There is a legend that high heeled shoes were invented by a beautiful, young, vertically challenged girl who was fed up with always being kissed on the forehead. So – she decided to raise herself three inches. Clever girl!
The high heel got its real launch in 16th century France when a petite young Italian woman went to Paris to marry Henri II. Catherine de Medici’s trousseau included several pairs of high heeled shoes that had been designed by an Italian artisan to make her look taller and sexier. The fashion caught on very quickly and high heels became such a status symbol that ‘commoners’ were banned from wearing them. Hence the phrase ‘well-heeled.’
Walking became an art in 16th century Europe. The hips had to move so that the hooped skirt would swing backwards and forwards. Ladies also learned to lift their skirts just high enough to show the silk stocking and well-heeled foot.
Mount on French heels when you go to a ball –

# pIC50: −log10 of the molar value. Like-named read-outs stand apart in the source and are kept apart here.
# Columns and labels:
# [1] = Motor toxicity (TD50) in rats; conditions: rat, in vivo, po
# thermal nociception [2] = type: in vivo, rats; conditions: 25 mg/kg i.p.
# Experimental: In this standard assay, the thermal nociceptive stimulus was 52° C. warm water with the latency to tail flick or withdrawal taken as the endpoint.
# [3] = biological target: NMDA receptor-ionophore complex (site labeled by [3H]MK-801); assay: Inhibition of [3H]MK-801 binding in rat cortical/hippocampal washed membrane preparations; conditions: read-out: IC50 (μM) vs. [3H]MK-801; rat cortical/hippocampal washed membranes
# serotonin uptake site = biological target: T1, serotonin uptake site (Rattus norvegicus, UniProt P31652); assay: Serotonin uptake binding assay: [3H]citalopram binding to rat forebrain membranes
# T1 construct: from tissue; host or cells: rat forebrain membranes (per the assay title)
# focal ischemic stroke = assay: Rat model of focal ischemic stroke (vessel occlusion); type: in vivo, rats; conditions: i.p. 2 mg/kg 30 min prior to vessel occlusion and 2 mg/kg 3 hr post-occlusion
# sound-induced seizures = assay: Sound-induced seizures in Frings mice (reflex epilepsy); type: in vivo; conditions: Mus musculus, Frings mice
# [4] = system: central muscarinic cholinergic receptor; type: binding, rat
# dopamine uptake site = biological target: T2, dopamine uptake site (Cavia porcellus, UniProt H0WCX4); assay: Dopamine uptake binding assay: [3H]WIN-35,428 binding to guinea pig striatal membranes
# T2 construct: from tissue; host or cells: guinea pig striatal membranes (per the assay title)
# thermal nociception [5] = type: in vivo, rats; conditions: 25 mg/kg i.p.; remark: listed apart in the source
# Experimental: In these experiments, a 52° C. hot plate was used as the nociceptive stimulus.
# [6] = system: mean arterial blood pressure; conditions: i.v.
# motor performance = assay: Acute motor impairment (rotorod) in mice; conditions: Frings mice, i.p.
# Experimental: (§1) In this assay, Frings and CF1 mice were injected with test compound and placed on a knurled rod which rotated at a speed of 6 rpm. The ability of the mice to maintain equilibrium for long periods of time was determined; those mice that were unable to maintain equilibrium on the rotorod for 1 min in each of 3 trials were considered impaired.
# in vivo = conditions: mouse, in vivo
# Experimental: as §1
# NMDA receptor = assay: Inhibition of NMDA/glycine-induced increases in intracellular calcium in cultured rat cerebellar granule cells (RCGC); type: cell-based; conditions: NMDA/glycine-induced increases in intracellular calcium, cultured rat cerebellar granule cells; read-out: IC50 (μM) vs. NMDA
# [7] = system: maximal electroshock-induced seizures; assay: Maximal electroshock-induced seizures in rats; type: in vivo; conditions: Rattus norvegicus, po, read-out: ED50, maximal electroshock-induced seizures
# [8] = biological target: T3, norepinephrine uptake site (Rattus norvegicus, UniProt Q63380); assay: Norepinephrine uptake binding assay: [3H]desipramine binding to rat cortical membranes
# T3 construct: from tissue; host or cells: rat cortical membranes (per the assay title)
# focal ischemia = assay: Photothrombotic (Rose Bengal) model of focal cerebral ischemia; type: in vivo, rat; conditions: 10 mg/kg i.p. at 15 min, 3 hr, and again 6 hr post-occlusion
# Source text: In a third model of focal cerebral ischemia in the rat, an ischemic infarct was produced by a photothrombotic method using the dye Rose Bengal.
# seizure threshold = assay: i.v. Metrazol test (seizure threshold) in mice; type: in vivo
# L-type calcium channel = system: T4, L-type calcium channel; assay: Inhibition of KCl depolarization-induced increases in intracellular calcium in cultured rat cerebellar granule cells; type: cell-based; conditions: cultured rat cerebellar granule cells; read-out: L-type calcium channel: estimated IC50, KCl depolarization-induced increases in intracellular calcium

‘Tis the fashion to totter and show you can fall
It is said that 16th century women began to wear knickers because of Catherine de Medici’s love of riding to the chase side-saddle on windy days. The Medici was small of stature and rather well-built but she had beautiful legs and a fine degree of modesty.
Catherine de Medici
These underpants were called calçons and they caused a bruhaha amongst some moralists of the day…
“Women should leave their buttocks uncovered under their skirts. They should not appropriate a masculine garment but leave their behinds nude as is suitable for their sex.”
Others were of a different opinion. Henri Estienne believed...”These calçons are useful for women – they help to keep them tidy, prevent the onslaught of dust and cold and stop them showing too much of their body whenever they happen to fall off a horse. It also affords them a certain measure of protection against dissolute young men who, when they stealthily slide their hand under a lady’s skirt, will no longer come into direct contact with her flesh.”
Also condemned by some were the vertugades or hoops that women wore under their skirts from about 1530. Satirized, and finally declared a public nuisance, the hoop remained in use for several decades.
Catherine de Medici’s daughter, Marguerite of Valois apparently had a novel use for her hoops. She wore one of great width in which she had pockets made large enough to hold a little box. Inside each little box lay the embalmed heart of a deceased lover. And each night, Margot would hang her hoop in a cupboard behind her bed which she kept firmly locked.